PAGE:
Microsoft Windows and IIS have long been a whipping boy for security issues. If you hadn’t noticed, they’re back in the spotlight, only not quite as loudly because of the technical nature of recent issues. But this year is different. Instead of Microsoft standing alone, web developers are strapped to the stocks as well.
Microsoft has a new security advisory up (April 23rd) giving vague details of a vulnerability that matches details provided by Cesar Cerrudo at HITBSecConf2008. It sounds like this is less an issue with external hackers and more an issue with trusting your developers, the ones who provide code that could possibly exploit this issue. The workarounds are a bit annoying as posted currently. I think every Windows admin has experienced angst when changing accounts that services or pools run under, and we all do so only if necessary (and cross our fingers that nothing breaks too badly). And disabling MSDTC (COM+) when your apps that run your business use COM+ is not an option. (Microsoft may as well tell us to turn off the web server and unplug the machine!) I think I would be more concerned if I were a larger hosting provider running on Windows…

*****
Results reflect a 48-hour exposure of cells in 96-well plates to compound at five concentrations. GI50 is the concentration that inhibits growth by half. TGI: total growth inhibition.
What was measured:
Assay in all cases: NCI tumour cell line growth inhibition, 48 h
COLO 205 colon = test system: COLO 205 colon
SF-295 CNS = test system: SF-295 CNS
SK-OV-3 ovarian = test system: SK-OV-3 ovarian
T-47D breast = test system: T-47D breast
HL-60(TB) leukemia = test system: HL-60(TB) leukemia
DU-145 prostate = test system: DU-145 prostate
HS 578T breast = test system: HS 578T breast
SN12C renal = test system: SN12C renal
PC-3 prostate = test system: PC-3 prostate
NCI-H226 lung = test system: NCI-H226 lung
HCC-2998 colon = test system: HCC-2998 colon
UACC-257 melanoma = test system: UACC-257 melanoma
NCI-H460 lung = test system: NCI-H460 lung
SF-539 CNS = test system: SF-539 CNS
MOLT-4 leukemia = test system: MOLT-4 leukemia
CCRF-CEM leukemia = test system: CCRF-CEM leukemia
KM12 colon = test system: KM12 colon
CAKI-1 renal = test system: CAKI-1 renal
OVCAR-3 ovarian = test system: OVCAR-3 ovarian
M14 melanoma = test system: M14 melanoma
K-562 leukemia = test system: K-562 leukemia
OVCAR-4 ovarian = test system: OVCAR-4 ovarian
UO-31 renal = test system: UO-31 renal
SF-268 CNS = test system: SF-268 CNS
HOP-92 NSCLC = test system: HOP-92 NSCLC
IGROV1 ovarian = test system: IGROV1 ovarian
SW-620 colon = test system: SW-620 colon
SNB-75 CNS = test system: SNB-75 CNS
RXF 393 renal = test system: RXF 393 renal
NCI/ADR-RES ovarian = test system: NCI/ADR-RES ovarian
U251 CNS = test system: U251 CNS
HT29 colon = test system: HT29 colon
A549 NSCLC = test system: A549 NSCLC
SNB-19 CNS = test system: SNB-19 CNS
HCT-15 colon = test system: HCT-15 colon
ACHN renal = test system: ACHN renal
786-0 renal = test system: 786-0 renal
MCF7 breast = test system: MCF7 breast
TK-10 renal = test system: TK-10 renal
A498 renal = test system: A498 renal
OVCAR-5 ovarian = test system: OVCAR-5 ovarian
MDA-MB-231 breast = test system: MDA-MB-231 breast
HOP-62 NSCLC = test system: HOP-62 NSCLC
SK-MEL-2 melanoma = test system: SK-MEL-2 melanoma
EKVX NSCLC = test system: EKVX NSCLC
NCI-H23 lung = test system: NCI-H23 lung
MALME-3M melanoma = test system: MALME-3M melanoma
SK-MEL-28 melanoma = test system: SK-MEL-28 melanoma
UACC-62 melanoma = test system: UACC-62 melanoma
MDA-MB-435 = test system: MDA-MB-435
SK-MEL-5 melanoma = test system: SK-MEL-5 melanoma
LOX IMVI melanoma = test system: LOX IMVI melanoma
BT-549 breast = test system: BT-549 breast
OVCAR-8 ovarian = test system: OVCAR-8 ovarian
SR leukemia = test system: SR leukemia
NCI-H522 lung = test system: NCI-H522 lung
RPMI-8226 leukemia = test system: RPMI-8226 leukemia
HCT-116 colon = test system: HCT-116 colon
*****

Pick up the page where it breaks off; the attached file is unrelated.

The above issue does not affect Vista or Windows Server 2008, it appears.
This is paired up with a recent large scale of SQL injection attacks. Microsoft (and many others) rightly point the blame to developers and coding practices. The OS and even the coding environment can only go so far to protect against incompetent, ignorant, or rushed developers. The rest is up to the developers and those leading the developers.
Attackers continue to move up the layers.